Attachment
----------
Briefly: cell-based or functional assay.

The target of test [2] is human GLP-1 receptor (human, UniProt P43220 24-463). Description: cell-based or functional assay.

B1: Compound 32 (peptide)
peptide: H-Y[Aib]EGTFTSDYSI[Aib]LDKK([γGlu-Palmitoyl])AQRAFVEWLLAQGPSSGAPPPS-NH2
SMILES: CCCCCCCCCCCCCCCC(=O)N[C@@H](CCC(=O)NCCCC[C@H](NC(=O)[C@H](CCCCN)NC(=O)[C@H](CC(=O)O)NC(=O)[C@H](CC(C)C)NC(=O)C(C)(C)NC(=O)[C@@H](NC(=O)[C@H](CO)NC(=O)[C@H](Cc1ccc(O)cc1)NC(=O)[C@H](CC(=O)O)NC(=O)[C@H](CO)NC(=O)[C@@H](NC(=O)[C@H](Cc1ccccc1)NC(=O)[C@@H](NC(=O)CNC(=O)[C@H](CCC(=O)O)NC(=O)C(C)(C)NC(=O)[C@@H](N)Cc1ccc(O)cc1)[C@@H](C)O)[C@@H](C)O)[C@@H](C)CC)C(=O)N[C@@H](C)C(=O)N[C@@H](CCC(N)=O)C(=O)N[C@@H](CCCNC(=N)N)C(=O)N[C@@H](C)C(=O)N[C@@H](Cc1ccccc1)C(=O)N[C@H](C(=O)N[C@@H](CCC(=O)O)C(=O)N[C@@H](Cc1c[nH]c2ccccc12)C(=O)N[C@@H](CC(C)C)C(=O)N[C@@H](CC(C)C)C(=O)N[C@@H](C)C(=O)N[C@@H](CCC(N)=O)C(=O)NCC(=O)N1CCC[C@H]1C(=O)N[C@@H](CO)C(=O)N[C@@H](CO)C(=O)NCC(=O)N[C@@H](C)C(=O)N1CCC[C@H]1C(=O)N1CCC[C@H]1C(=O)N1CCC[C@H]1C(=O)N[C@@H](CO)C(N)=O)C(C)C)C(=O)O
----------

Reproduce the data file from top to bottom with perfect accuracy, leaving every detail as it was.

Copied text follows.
Briefly: cell-based or functional assay.

The target of test [2] is human GLP-1 receptor (human, UniProt P43220 24-463). Description: cell-based or functional assay.

B1: Compound 32 (peptide)
peptide: H-Y[Aib]EGTFTSDYSI[Aib]LDKK([γGlu-Palmitoyl])AQRAFVEWLLAQGPSSGAPPPS-NH2
SMILES: CCCCCCCCCCCCCCCC(=O)N[C@@H](CCC(=O)NCCCC[C@H](NC(=O)[C@H](CCCCN)NC(=O)[C@H](CC(=O)O)NC(=O)[C@H](CC(C)C)NC(=O)C(C)(C)NC(=O)[C@@H](NC(=O)[C@H](CO)NC(=O)[C@H](Cc1ccc(O)cc1)NC(=O)[C@H](CC(=O)O)NC(=O)[C@H](CO)NC(=O)[C@@H](NC(=O)[C@H](Cc1ccccc1)NC(=O)[C@@H](NC(=O)CNC(=O)[C@H](CCC(=O)O)NC(=O)C(C)(C)NC(=O)[C@@H](N)Cc1ccc(O)cc1)[C@@H](C)O)[C@@H](C)O)[C@@H](C)CC)C(=O)N[C@@H](C)C(=O)N[C@@H](CCC(N)=O)C(=O)N[C@@H](CCCNC(=N)N)C(=O)N[C@@H](C)C(=O)N[C@@H](Cc1ccccc1)C(=O)N[C@H](C(=O)N[C@@H](CCC(=O)O)C(=O)N[C@@H](Cc1c[nH]c2ccccc12)C(=O)N[C@@H](CC(C)C)C(=O)N[C@@H](CC(C)C)C(=O)N[C@@H](C)C(=O)N[C@@H](CCC(N)=O)C(=O)NCC(=O)N1CCC[C@H]1C(=O)N[C@@H](CO)C(=O)N[C@@H](CO)C(=O)NCC(=O)N[C@@H](C)C(=O)N1CCC[C@H]1C(=O)N1CCC[C@H]1C(=O)N1CCC[C@H]1C(=O)N[C@@H](CO)C(N)=O)C(C)C)C(=O)O